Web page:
Nations and Narratives
An article discussing the Liberal Party of Canada’s national leadership convention caught my attention in this month’s edition of The Walrus. In it, Don Gillmor addresses, among other things, the vexed issue of what exactly constitutes Canada’s national identity, and the role nationalism plays in personal senses of belonging and identity. Consider the following quote (Ignatieff = Liberal leadership runner-up and author Michael Ignatieff):
As a cultural ideal,” Ignatieff wrote in Blood and Belonging, “nationalism is the claim that while men and women have many identities, it is the nation that provides them with their primary form of belonging.” Oddly, non-white immigrants arrive in Canada with a greater sense of belonging than whites, but that sense diminishes in the second generation, while the white immigrant’s sense of attachment increases. This suggests that multiculturalism remains more successful as an idea than a reality…
There is an innate need to belong, to attach oneself to something. The global consumerism that optimists felt would eventually displace nationalism—an idea that reached its apogee in Thomas Friedman’s Golden Arches theory that no two countries with a McDonald’s had ever gone to war—has proved incorrect. Tribalism isn’t easily supplanted by common economic interests, and it remains a stubborn, visceral force.
There seems to be something problematic about Ignatieff’s assertion that men and women are to find, in a nation, their primary form of belonging. The remainder of the quote (and the article, as a whole) demonstrates that while this might represent a useful ideal to sell for a political party seeking to regain lost power, most Canadians simply are not convinced that their primary identity is to be found in the nation in which they reside.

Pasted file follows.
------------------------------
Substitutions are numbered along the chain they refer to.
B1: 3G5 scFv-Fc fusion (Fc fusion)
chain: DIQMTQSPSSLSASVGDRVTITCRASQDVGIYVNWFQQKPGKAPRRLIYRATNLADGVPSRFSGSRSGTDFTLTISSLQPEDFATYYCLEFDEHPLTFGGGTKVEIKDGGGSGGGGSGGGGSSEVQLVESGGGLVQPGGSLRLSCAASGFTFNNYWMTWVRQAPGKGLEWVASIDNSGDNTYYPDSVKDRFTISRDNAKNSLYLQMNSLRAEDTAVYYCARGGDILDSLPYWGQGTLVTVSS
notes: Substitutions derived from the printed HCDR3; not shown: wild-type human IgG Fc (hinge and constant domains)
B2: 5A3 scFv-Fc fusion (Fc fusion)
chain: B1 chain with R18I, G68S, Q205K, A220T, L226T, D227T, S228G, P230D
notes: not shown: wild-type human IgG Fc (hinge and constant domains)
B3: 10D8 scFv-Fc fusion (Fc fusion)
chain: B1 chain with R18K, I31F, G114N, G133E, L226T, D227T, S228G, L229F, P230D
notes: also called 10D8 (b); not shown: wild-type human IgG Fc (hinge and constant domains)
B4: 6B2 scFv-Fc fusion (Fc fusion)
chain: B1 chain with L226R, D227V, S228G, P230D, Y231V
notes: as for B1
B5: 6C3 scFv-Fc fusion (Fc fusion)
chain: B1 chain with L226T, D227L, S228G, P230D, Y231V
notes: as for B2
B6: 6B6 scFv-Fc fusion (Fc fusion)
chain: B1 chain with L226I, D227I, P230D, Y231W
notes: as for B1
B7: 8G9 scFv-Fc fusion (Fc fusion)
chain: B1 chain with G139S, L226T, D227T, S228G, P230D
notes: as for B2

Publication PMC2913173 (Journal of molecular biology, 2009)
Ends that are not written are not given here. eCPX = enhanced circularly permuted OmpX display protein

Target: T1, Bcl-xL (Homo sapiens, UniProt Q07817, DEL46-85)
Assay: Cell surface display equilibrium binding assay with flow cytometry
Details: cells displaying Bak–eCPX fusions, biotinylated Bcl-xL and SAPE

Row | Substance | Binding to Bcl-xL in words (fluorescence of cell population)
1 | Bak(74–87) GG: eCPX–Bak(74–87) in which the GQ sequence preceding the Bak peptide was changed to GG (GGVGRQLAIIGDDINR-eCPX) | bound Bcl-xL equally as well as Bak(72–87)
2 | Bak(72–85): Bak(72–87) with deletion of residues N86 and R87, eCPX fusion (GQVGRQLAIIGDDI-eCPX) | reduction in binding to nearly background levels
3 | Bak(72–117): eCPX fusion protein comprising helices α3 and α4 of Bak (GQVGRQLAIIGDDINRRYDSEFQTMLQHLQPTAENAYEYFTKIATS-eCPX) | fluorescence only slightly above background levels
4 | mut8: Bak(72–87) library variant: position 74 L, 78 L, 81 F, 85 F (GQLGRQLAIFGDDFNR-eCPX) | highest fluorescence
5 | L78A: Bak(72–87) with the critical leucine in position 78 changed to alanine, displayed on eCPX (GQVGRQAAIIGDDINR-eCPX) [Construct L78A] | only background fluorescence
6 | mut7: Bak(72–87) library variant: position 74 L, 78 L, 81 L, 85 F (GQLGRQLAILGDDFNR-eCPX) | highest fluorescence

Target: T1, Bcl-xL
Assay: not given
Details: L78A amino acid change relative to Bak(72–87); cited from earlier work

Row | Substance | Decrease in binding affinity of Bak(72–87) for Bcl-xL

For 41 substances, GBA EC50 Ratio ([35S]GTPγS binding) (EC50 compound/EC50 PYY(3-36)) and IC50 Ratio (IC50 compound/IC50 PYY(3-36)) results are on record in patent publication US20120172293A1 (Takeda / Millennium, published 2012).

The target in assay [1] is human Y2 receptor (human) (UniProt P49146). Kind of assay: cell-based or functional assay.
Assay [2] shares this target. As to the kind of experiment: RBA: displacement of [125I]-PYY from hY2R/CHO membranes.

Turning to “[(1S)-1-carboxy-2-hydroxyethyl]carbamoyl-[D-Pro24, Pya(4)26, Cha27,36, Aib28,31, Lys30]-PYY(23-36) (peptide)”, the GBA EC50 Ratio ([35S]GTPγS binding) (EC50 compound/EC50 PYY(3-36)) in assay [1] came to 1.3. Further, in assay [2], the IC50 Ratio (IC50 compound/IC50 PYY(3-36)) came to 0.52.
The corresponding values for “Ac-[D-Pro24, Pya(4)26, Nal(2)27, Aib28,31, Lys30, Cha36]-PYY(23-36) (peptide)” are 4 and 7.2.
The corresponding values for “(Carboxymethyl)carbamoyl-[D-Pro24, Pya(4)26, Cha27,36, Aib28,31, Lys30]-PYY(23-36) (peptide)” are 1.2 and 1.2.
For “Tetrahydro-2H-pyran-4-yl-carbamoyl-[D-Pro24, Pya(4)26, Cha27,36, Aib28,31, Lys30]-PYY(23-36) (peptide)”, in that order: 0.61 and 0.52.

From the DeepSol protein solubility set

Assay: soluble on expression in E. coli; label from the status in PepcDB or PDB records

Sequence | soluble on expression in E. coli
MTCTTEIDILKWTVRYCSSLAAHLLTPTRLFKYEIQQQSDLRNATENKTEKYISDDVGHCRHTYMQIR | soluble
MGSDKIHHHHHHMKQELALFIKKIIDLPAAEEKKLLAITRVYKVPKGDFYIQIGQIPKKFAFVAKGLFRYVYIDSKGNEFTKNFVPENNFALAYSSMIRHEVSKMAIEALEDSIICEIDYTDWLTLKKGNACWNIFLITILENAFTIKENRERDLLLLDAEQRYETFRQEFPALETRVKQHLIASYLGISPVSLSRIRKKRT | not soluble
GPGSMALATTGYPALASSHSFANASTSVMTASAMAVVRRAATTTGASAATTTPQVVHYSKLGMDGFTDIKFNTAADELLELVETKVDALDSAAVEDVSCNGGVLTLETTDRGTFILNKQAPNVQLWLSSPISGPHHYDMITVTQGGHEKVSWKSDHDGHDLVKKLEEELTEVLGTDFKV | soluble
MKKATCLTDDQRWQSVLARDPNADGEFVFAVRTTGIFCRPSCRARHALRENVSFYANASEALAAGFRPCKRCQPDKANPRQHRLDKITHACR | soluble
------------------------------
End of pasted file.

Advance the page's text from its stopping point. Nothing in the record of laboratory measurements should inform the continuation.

Two obvious examples are the First Nations of Canada, and the Quebecois; both groups, at least according to their leadership, identify with Canada secondarily, if at all. Canada seems to be little more than a political framework which provides people the freedom to seek their primary forms of belonging as they see fit. There is not necessarily anything wrong with this—in fact I suspect that many of us would consider there to be a lot of things right with it; however the notion frequently appealed to in the Liberal leadership convention, that Canada must be governed by a strong understanding of its own identity and “narrative,” which is embraced by its populace seems unrealistic and, I would argue, undesirable.
I am currently reading German theologian Dietrich Bonhoeffer’s Discipleship for a seminar at school. Where Ignatieff and others would have us define ourselves by our national identities, Bonhoeffer was uncompromising in his rejection of the state as the primary source of human identity. He saw many of his countrymen buying into the myth that their primary identity was found in the German State or National Socialism, yet he repeatedly insisted that there was one call—the call of Christ—to which human beings owed ultimate allegiance. No nation or political agenda could be permitted to assume this position.
This certainly does not mean that he considered the Christian’s primary identity to be a “heavenly” one. Far from it. Bonhoeffer’s decision to refuse to identify with the German church and the Nazi party—indeed to actively resist both—was a radical political stance which ultimately, of course, cost him his life.
One final quote from the article in The Walrus:
All societies have fears about breaking down because all societies eventually do break down. What kills them, ultimately, is a lack of meaning.
I think Bonhoeffer would agree. Which is precisely why the kingdom of God as the climax of God’s redemptive plan, not the narratives packaged and sold by power-hungry politicians, must be primary for the Christian.